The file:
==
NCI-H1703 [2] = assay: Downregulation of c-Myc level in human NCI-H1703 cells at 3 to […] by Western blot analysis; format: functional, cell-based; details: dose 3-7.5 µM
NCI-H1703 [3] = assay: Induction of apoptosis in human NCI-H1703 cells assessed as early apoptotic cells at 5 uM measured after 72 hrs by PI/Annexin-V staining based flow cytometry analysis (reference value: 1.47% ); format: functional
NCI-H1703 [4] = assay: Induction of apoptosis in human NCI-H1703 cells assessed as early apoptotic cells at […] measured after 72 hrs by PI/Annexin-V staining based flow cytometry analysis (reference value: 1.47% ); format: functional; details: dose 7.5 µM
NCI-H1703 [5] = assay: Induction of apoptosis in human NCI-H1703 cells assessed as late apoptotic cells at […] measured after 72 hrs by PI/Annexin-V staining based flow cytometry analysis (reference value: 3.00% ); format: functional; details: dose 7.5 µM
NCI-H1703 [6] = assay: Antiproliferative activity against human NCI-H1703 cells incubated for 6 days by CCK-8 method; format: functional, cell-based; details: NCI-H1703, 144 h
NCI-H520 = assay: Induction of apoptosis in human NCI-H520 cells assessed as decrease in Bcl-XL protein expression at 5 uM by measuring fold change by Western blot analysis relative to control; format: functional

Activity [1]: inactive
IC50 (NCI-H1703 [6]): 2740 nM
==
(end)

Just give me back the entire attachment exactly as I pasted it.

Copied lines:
NCI-H1703 [2] = assay: Downregulation of c-Myc level in human NCI-H1703 cells at 3 to […] by Western blot analysis; format: functional, cell-based; details: dose 3-7.5 µM
NCI-H1703 [3] = assay: Induction of apoptosis in human NCI-H1703 cells assessed as early apoptotic cells at 5 uM measured after 72 hrs by PI/Annexin-V staining based flow cytometry analysis (reference value: 1.47% ); format: functional
NCI-H1703 [4] = assay: Induction of apoptosis in human NCI-H1703 cells assessed as early apoptotic cells at […] measured after 72 hrs by PI/Annexin-V staining based flow cytometry analysis (reference value: 1.47% ); format: functional; details: dose 7.5 µM
NCI-H1703 [5] = assay: Induction of apoptosis in human NCI-H1703 cells assessed as late apoptotic cells at […] measured after 72 hrs by PI/Annexin-V staining based flow cytometry analysis (reference value: 3.00% ); format: functional; details: dose 7.5 µM
NCI-H1703 [6] = assay: Antiproliferative activity against human NCI-H1703 cells incubated for 6 days by CCK-8 method; format: functional, cell-based; details: NCI-H1703, 144 h
NCI-H520 = assay: Induction of apoptosis in human NCI-H520 cells assessed as decrease in Bcl-XL protein expression at 5 uM by measuring fold change by Western blot analysis relative to control; format: functional

Activity [1]: inactive
IC50 (NCI-H1703 [6]): 2740 nM